The parents of the 25-year-old gunman who killed five people at a bank in downtown Louisville this month have a message for the families of their son’s victims.
“We are so sorry. We are heartbroken,” Lisa Sturgeon, Connor Sturgeon’s mother, told NBC News’ Savannah Guthrie in an exclusive “TODAY” show interview. “We wish we could undo it, but we know we can’t.”
Read more on this story at NBCNews.com and watch the full interview Thursday on “TODAY” at 7 a.m. ET/6 a.m. CT
Connor Sturgeon was an employee at Old National Bank on East Main Street, where he opened fire with an AR-15-style rifle during a board meeting on April 10, killing five people — including a friend of Kentucky Gov. Andy Beshear — and injuring eight others.
Authorities identified the five who were killed as Josh Barrick, 40; Deana Eckert, 57; Tommy Elliott, 63; Juliana Farmer, 45; and Jim Tutt, 64.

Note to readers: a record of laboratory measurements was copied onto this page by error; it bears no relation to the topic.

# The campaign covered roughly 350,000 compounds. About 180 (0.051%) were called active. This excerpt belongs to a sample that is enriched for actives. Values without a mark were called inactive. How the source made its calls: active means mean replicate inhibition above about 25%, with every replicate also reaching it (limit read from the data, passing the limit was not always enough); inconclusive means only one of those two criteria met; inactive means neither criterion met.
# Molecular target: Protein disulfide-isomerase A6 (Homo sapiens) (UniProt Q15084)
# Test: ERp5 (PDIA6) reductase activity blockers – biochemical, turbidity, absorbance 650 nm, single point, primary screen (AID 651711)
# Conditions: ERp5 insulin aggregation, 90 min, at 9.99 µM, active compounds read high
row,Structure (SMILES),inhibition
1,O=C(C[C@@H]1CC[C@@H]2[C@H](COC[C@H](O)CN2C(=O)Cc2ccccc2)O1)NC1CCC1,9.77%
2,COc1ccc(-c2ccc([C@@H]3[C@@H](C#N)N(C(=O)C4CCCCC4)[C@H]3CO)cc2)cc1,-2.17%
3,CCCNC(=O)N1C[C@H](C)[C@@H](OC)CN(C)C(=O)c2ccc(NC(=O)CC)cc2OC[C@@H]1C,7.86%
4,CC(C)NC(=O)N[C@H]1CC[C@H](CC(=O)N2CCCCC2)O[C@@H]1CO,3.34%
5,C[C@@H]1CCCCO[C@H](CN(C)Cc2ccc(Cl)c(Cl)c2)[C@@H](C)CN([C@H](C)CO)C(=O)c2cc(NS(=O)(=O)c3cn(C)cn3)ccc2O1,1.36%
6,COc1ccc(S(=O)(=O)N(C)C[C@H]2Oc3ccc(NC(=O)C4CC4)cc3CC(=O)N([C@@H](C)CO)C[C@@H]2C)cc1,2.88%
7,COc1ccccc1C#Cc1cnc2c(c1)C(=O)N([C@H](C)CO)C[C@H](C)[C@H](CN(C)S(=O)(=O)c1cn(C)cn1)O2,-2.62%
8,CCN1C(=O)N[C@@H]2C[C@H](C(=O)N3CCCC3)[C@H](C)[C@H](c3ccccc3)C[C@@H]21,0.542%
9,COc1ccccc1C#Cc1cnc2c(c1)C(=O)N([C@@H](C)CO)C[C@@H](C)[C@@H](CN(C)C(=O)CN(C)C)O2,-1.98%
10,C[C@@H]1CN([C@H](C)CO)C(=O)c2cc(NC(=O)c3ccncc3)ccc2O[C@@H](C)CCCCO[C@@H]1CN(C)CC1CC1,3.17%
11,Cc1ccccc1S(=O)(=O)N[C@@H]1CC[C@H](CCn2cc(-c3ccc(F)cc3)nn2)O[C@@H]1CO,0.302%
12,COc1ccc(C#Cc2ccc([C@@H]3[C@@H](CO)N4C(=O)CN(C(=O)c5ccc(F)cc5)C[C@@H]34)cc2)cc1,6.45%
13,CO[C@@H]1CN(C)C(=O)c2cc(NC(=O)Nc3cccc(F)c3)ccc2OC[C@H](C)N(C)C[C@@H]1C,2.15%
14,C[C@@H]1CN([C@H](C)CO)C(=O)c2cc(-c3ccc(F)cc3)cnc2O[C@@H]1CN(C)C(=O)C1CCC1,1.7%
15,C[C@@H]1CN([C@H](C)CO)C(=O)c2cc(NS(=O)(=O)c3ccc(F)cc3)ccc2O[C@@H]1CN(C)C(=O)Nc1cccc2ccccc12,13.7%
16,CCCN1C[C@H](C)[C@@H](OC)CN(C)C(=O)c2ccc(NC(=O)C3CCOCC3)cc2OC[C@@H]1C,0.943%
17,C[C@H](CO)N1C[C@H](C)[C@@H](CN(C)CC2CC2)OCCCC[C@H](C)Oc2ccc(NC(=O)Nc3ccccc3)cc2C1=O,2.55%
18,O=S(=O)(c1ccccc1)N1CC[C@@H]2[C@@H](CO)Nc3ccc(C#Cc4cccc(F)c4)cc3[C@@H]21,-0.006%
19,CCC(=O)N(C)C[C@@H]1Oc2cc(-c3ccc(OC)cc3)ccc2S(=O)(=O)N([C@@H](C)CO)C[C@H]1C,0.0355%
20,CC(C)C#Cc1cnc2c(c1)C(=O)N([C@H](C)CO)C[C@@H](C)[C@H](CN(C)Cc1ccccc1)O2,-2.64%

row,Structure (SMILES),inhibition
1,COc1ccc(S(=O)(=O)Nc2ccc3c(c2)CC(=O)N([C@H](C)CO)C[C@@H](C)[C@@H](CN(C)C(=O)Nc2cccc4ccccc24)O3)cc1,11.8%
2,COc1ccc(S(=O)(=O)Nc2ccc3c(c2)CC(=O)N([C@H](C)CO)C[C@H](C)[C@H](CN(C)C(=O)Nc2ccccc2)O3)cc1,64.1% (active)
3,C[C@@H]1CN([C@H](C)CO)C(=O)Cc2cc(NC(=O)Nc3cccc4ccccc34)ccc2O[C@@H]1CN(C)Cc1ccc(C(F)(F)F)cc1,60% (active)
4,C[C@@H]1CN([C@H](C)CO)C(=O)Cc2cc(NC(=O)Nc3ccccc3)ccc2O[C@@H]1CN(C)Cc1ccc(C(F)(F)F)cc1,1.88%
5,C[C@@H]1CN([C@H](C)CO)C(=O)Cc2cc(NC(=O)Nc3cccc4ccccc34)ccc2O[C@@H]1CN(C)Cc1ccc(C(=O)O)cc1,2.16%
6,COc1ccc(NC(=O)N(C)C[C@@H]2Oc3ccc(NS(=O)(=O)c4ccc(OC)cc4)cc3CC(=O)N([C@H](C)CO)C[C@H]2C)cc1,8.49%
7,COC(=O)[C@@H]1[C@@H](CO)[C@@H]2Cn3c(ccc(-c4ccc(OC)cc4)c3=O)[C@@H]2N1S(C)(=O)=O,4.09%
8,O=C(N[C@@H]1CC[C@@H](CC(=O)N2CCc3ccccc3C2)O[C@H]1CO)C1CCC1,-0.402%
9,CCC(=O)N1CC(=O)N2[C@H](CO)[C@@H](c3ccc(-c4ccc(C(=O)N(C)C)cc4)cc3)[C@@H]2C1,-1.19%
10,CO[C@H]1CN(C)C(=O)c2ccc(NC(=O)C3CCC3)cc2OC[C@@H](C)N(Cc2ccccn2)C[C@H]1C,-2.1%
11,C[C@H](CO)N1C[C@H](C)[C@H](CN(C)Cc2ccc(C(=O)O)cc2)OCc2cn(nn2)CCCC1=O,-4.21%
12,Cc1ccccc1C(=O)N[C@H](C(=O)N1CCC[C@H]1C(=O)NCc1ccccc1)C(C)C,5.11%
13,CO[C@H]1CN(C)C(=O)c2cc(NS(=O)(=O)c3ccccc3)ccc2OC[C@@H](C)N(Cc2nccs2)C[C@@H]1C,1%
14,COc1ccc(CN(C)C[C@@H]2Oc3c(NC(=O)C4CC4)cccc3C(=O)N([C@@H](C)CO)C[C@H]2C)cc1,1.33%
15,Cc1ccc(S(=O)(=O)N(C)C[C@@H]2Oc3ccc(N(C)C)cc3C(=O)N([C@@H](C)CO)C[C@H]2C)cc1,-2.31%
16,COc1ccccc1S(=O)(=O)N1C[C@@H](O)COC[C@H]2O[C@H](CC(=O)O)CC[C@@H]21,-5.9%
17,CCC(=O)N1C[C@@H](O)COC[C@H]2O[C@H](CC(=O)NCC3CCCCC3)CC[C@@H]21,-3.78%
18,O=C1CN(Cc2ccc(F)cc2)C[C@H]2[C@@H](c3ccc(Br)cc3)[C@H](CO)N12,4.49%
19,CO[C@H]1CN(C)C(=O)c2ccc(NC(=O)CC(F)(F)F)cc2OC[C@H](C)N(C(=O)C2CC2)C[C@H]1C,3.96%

Two of the eight people who were injured were police officers — among them Nikolas Wilt, who is still recovering from a gunshot wound to the head.
Police officers arrived in three minutes, exchanged gunfire with Connor Sturgeon and killed him, interim Police Chief Jacquelyn Gwinn-Villaroel said.
The violence sent shock waves through Louisville and across the U.S., where mass shootings in everyday places have become sickeningly commonplace. The bloodshed in Louisville took place just 14 days after a 28-year-old shot and killed six people at a Christian school in Nashville, Tennessee.
In a statement released the day after the bank shooting, the Sturgeon family said Connor had “mental health challenges” they were working to address. But he showed no signs of violence, they said.
Louisville authorities have released several 911 calls — including one from Lisa Sturgeon. She said her son had a gun and was on his way to the bank. She had gotten a phone call from her son’s roommate, who was concerned.
“I need your help,” Lisa Sturgeon told the 911 operator.
But by the time Lisa Sturgeon placed the call, Connor Sturgeon was already at the bank.
If you or someone you know is in crisis, call 988 to reach the Suicide and Crisis Lifeline.
You can also call the network, previously known as the National Suicide Prevention Lifeline, at 800-273-8255, text HOME to 741741 or visit SpeakingOfSuicide.com/resources for additional resources.